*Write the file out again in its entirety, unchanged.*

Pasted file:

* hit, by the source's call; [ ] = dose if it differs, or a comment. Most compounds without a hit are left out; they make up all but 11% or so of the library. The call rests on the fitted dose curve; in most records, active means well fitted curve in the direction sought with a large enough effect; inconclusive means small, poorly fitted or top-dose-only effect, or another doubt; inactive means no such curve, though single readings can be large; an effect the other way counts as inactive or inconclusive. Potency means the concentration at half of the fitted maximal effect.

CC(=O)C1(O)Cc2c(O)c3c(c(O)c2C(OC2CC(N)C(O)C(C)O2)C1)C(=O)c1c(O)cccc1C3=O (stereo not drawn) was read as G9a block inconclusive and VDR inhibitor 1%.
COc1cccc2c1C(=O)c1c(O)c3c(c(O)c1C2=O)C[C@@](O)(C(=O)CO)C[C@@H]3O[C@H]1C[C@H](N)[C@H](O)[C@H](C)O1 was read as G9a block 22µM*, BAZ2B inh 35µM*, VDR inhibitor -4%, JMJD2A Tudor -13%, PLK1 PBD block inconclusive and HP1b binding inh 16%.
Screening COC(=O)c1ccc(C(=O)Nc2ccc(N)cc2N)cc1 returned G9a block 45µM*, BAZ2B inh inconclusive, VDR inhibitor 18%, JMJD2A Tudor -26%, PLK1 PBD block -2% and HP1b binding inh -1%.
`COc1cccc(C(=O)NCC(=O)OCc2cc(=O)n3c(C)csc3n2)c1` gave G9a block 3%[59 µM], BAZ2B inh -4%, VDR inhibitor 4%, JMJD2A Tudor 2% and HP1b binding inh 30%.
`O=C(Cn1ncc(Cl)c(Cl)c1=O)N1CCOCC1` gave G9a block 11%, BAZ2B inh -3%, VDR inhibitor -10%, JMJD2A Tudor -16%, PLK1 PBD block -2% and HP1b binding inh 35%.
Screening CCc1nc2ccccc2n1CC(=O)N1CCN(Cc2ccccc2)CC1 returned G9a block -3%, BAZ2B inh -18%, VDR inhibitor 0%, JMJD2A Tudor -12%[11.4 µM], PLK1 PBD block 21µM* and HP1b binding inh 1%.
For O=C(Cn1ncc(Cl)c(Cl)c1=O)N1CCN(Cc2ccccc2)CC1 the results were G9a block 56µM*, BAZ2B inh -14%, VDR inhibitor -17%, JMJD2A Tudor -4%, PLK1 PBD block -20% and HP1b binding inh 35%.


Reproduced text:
* hit, by the source's call; [ ] = dose if it differs, or a comment. Most compounds without a hit are left out; they make up all but 11% or so of the library. The call rests on the fitted dose curve; in most records, active means well fitted curve in the direction sought with a large enough effect; inconclusive means small, poorly fitted or top-dose-only effect, or another doubt; inactive means no such curve, though single readings can be large; an effect the other way counts as inactive or inconclusive. Potency means the concentration at half of the fitted maximal effect.

CC(=O)C1(O)Cc2c(O)c3c(c(O)c2C(OC2CC(N)C(O)C(C)O2)C1)C(=O)c1c(O)cccc1C3=O (stereo not drawn) was read as G9a block inconclusive and VDR inhibitor 1%.
COc1cccc2c1C(=O)c1c(O)c3c(c(O)c1C2=O)C[C@@](O)(C(=O)CO)C[C@@H]3O[C@H]1C[C@H](N)[C@H](O)[C@H](C)O1 was read as G9a block 22µM*, BAZ2B inh 35µM*, VDR inhibitor -4%, JMJD2A Tudor -13%, PLK1 PBD block inconclusive and HP1b binding inh 16%.
Screening COC(=O)c1ccc(C(=O)Nc2ccc(N)cc2N)cc1 returned G9a block 45µM*, BAZ2B inh inconclusive, VDR inhibitor 18%, JMJD2A Tudor -26%, PLK1 PBD block -2% and HP1b binding inh -1%.
`COc1cccc(C(=O)NCC(=O)OCc2cc(=O)n3c(C)csc3n2)c1` gave G9a block 3%[59 µM], BAZ2B inh -4%, VDR inhibitor 4%, JMJD2A Tudor 2% and HP1b binding inh 30%.
`O=C(Cn1ncc(Cl)c(Cl)c1=O)N1CCOCC1` gave G9a block 11%, BAZ2B inh -3%, VDR inhibitor -10%, JMJD2A Tudor -16%, PLK1 PBD block -2% and HP1b binding inh 35%.
Screening CCc1nc2ccccc2n1CC(=O)N1CCN(Cc2ccccc2)CC1 returned G9a block -3%, BAZ2B inh -18%, VDR inhibitor 0%, JMJD2A Tudor -12%[11.4 µM], PLK1 PBD block 21µM* and HP1b binding inh 1%.
For O=C(Cn1ncc(Cl)c(Cl)c1=O)N1CCN(Cc2ccccc2)CC1 the results were G9a block 56µM*, BAZ2B inh -14%, VDR inhibitor -17%, JMJD2A Tudor -4%, PLK1 PBD block -20% and HP1b binding inh 35%.